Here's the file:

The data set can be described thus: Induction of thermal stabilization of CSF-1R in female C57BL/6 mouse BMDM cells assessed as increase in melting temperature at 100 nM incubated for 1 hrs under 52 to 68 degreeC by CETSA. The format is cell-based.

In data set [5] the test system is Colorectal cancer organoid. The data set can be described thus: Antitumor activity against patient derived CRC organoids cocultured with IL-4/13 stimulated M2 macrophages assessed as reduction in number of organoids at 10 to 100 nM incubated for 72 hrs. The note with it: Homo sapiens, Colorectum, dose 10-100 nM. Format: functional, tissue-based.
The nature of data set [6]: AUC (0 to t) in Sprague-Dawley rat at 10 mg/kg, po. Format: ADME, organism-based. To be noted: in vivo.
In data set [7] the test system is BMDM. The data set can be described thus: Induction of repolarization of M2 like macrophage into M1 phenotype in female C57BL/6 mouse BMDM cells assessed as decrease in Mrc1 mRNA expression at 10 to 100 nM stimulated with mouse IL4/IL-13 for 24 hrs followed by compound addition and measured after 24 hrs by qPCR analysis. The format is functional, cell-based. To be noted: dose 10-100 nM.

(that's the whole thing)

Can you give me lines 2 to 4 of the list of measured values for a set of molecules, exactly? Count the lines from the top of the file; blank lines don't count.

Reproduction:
In data set [5] the test system is Colorectal cancer organoid. The data set can be described thus: Antitumor activity against patient derived CRC organoids cocultured with IL-4/13 stimulated M2 macrophages assessed as reduction in number of organoids at 10 to 100 nM incubated for 72 hrs. The note with it: Homo sapiens, Colorectum, dose 10-100 nM. Format: functional, tissue-based.
The nature of data set [6]: AUC (0 to t) in Sprague-Dawley rat at 10 mg/kg, po. Format: ADME, organism-based. To be noted: in vivo.
In data set [7] the test system is BMDM. The data set can be described thus: Induction of repolarization of M2 like macrophage into M1 phenotype in female C57BL/6 mouse BMDM cells assessed as decrease in Mrc1 mRNA expression at 10 to 100 nM stimulated with mouse IL4/IL-13 for 24 hrs followed by compound addition and measured after 24 hrs by qPCR analysis. The format is functional, cell-based. To be noted: dose 10-100 nM.